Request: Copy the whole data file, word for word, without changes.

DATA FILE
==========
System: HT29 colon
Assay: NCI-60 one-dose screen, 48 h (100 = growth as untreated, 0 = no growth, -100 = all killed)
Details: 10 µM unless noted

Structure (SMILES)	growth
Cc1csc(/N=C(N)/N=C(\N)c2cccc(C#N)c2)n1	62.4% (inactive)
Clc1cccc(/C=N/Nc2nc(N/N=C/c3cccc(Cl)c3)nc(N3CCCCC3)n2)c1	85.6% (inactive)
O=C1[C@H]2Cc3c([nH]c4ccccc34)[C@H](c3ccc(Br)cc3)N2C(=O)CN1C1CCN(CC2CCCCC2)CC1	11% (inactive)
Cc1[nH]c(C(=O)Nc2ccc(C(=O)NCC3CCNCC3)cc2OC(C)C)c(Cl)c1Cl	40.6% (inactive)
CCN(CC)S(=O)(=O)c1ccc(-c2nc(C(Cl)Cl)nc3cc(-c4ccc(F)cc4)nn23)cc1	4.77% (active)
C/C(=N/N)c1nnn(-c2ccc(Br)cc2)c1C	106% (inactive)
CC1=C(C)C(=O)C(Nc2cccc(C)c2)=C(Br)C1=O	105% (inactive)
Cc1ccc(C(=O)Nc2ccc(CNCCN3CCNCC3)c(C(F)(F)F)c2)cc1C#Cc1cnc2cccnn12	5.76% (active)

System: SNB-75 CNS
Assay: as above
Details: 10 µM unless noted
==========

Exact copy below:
System: HT29 colon
Assay: NCI-60 one-dose screen, 48 h (100 = growth as untreated, 0 = no growth, -100 = all killed)
Details: 10 µM unless noted

Structure (SMILES)	growth
Cc1csc(/N=C(N)/N=C(\N)c2cccc(C#N)c2)n1	62.4% (inactive)
Clc1cccc(/C=N/Nc2nc(N/N=C/c3cccc(Cl)c3)nc(N3CCCCC3)n2)c1	85.6% (inactive)
O=C1[C@H]2Cc3c([nH]c4ccccc34)[C@H](c3ccc(Br)cc3)N2C(=O)CN1C1CCN(CC2CCCCC2)CC1	11% (inactive)
Cc1[nH]c(C(=O)Nc2ccc(C(=O)NCC3CCNCC3)cc2OC(C)C)c(Cl)c1Cl	40.6% (inactive)
CCN(CC)S(=O)(=O)c1ccc(-c2nc(C(Cl)Cl)nc3cc(-c4ccc(F)cc4)nn23)cc1	4.77% (active)
C/C(=N/N)c1nnn(-c2ccc(Br)cc2)c1C	106% (inactive)
CC1=C(C)C(=O)C(Nc2cccc(C)c2)=C(Br)C1=O	105% (inactive)
Cc1ccc(C(=O)Nc2ccc(CNCCN3CCNCC3)c(C(F)(F)F)c2)cc1C#Cc1cnc2cccnn12	5.76% (active)

System: SNB-75 CNS
Assay: as above
Details: 10 µM unless noted